Sanusi II and the Prospects of Radical Emirship, By Jibrin Ibrahim
I start my column today with an apology to my teacher and mentor, Prof A. D. Yahaya who taught me that the idea of radicalism and emirship are completely antithetical. The Northern Aristocracy, he taught us, were incorporated into the British system of Native Administration to oppress the people as has been so well expressed in Northern Elements Progressive Union (NEPU’s) Sawaba Declaration published in Kano in August 1958 parts of which reads as follows:
“That the shocking state of social order as at present existing in Northern Nigeria, which is due to nothing but the family compact rule of the so-called Native Administration;
That owing to the unscrupulous and vicious system of administration by the family compact rulers, which has been established and fully supported by the British imperialist government, there is today in our society an antagonism of interest, manifesting itself as a class struggle, between the members of the vicious circle of Native Administration on the one hand and the ordinary talakawa on the other hand.”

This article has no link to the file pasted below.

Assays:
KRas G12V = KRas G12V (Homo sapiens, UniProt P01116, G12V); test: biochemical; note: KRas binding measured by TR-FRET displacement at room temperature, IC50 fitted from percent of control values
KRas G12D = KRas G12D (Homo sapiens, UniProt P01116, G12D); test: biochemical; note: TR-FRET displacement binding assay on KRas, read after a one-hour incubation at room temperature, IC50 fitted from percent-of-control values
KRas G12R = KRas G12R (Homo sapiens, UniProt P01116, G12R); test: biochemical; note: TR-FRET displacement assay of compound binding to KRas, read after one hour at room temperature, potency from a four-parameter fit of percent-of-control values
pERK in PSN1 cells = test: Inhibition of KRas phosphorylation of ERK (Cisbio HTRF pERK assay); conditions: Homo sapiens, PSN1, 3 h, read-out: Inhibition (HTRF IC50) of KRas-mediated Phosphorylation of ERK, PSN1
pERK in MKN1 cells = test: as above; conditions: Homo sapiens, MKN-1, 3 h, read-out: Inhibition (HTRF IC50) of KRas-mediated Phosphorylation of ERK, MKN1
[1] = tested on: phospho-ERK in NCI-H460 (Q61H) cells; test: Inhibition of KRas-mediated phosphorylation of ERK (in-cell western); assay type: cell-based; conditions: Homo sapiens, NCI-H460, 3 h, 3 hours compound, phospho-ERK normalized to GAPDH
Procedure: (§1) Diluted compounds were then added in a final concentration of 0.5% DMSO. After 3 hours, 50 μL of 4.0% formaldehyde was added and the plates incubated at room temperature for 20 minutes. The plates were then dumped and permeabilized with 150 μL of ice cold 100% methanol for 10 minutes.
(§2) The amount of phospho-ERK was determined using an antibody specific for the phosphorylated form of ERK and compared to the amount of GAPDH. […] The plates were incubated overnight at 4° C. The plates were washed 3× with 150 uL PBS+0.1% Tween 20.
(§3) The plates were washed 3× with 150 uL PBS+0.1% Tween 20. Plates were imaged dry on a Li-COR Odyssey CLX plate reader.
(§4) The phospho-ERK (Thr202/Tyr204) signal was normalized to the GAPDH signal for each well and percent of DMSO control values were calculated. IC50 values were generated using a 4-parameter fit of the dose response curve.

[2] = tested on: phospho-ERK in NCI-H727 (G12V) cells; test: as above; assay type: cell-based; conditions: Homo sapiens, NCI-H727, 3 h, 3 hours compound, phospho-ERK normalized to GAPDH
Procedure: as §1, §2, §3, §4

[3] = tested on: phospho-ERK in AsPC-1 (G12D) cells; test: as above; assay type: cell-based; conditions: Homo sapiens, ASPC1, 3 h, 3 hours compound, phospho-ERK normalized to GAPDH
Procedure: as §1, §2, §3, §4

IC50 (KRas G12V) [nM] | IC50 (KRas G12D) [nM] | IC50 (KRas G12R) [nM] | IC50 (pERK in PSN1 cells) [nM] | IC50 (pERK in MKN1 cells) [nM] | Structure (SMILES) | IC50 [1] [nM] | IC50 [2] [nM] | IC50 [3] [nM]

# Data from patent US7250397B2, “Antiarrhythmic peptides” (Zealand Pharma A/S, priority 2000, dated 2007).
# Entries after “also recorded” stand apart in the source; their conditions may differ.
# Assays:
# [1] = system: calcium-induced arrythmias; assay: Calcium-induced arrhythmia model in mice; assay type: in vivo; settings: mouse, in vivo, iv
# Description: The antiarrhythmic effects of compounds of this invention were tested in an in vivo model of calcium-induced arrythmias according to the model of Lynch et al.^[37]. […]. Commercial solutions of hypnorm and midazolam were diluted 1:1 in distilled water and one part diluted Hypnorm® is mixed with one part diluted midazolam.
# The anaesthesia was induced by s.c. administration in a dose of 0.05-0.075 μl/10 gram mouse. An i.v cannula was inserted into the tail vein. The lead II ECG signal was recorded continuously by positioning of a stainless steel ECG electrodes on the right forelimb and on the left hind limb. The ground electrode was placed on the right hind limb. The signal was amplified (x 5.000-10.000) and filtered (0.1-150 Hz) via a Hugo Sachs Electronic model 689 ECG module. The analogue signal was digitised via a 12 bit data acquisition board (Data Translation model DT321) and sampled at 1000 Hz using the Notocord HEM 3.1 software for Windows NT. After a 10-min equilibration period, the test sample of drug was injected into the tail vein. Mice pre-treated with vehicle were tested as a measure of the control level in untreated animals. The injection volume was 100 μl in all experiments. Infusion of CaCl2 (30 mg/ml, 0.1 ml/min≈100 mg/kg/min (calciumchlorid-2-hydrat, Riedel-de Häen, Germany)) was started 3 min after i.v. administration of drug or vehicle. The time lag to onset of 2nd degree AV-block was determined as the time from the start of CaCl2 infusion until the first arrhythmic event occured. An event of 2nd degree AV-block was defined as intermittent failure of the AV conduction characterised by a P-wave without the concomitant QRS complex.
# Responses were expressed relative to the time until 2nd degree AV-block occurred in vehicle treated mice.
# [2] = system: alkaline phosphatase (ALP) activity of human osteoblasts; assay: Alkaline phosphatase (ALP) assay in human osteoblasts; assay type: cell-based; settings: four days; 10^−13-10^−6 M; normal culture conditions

Of course at that time, the Native Administration led by Emirs controlled the police, prisons and the courts and were therefore directly exercising state power. Today, traditional rulers do not exercise state power but do exert substantial influence over their domains. The appointment of Mohammadu Sanusi II, formerly known as Sanusi Lamido Sanusi to the throne of Kano presents the prospect of an Emir exercising radical influence on his society. Its an opportunity for the emirship to reconcile with its original mission of the Jihad of 1804, which was one for the struggle against injustice and oppression and establishing a political system that will serve the interest of the talakawa.
I believe that Professor A. D. Yahaya will be excited at this possible transformation of the emirship into an instrument of liberation, a struggle he has been engaged with over the past fifty years. His classic book, the “Native Authority System in Northern Nigeria” remains the best published narrative on how the Emirship was operated as a system of oppression and why Aminu Kano and his comrades in NEPU had to take over the mantle of promoting the radical agenda of the Jihad from the aristocracy.